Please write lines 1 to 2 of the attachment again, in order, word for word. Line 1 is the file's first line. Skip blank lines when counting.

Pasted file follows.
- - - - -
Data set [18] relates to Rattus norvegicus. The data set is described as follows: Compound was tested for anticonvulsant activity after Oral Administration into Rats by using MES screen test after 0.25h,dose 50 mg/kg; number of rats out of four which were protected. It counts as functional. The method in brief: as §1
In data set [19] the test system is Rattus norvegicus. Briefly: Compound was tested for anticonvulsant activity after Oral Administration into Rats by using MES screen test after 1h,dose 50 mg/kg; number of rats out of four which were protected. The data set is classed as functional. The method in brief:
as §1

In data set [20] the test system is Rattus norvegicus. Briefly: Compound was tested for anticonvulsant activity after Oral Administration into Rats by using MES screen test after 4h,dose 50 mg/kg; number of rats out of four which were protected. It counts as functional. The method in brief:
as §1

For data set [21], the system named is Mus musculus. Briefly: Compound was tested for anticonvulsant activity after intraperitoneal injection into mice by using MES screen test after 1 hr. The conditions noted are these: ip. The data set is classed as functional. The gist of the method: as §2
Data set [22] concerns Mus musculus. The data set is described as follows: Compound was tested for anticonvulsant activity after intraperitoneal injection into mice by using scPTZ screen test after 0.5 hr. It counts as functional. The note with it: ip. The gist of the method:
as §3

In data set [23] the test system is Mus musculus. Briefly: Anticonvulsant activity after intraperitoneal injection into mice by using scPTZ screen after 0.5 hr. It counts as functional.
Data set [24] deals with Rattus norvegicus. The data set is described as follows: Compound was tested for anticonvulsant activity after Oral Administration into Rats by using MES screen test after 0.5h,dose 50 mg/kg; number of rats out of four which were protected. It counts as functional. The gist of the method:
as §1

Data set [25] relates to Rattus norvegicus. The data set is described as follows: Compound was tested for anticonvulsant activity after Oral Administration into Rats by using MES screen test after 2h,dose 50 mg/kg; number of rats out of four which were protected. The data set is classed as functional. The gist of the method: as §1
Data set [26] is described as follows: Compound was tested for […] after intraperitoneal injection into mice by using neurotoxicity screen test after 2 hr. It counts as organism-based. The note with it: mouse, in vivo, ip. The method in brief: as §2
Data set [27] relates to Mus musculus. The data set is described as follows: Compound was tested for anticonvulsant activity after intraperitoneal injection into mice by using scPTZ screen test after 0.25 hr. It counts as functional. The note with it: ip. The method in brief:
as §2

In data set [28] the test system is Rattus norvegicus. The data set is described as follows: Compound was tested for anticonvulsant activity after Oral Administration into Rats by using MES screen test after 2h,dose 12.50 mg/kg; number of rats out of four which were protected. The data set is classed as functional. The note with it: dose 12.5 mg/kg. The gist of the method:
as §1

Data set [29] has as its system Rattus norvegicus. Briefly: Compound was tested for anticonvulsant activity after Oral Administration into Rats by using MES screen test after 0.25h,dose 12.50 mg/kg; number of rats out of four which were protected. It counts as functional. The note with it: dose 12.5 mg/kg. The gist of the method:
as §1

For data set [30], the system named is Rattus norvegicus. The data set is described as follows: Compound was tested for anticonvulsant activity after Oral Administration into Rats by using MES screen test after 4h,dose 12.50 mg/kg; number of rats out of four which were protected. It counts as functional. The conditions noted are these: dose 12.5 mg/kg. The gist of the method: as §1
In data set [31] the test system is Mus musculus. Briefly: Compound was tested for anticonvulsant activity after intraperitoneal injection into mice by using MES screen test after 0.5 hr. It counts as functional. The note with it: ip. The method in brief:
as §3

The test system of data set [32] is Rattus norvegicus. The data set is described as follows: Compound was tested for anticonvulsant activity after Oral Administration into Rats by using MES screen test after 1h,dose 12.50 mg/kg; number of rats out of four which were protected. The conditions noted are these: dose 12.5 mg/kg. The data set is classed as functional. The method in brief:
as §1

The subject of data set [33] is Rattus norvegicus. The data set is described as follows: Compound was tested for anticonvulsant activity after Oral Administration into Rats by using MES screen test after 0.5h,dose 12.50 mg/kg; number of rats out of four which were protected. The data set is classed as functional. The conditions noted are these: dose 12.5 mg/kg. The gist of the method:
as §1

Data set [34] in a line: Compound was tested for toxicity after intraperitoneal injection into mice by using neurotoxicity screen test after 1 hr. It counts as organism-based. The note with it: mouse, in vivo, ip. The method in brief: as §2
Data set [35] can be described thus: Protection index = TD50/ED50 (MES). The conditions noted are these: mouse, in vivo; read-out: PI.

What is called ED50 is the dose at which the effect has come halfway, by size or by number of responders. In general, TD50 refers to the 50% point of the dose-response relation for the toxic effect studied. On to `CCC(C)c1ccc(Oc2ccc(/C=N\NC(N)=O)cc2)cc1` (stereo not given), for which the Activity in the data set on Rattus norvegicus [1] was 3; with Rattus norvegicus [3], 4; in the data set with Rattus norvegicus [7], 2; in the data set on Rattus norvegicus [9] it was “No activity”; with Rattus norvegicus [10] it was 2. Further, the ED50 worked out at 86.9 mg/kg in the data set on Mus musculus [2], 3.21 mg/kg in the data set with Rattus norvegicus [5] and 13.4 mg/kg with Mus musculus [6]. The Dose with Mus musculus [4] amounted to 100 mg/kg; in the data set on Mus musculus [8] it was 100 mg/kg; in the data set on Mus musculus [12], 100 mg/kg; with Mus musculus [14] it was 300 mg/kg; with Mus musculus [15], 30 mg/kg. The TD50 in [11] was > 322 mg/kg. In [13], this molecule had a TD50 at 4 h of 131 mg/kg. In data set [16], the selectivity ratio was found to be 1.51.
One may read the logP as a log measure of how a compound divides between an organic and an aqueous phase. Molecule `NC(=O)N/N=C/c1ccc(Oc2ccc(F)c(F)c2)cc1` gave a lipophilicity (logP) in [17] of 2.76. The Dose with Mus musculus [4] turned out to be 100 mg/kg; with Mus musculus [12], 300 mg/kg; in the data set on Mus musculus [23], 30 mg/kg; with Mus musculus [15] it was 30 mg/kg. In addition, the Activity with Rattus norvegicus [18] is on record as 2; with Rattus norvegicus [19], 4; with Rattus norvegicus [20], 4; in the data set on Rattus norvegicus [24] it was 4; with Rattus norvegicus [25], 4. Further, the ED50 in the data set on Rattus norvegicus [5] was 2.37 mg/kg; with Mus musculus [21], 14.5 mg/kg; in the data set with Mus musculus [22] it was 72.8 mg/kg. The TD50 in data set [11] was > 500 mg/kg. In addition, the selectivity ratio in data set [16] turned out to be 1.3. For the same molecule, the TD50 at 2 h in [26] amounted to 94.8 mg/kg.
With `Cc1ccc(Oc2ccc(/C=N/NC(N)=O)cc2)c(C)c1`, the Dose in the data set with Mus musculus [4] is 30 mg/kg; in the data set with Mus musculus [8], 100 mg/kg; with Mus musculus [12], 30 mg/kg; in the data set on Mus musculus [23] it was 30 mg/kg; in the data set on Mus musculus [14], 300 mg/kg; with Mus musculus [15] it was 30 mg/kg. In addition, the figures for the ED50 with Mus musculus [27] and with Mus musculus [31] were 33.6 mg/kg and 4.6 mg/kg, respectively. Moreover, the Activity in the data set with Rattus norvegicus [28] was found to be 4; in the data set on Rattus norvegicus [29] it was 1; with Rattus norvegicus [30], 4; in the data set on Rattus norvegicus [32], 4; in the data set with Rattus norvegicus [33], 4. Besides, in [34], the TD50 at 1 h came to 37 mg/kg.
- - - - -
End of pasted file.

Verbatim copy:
Data set [18] relates to Rattus norvegicus. The data set is described as follows: Compound was tested for anticonvulsant activity after Oral Administration into Rats by using MES screen test after 0.25h,dose 50 mg/kg; number of rats out of four which were protected. It counts as functional. The method in brief: as §1
In data set [19] the test system is Rattus norvegicus. Briefly: Compound was tested for anticonvulsant activity after Oral Administration into Rats by using MES screen test after 1h,dose 50 mg/kg; number of rats out of four which were protected. The data set is classed as functional. The method in brief: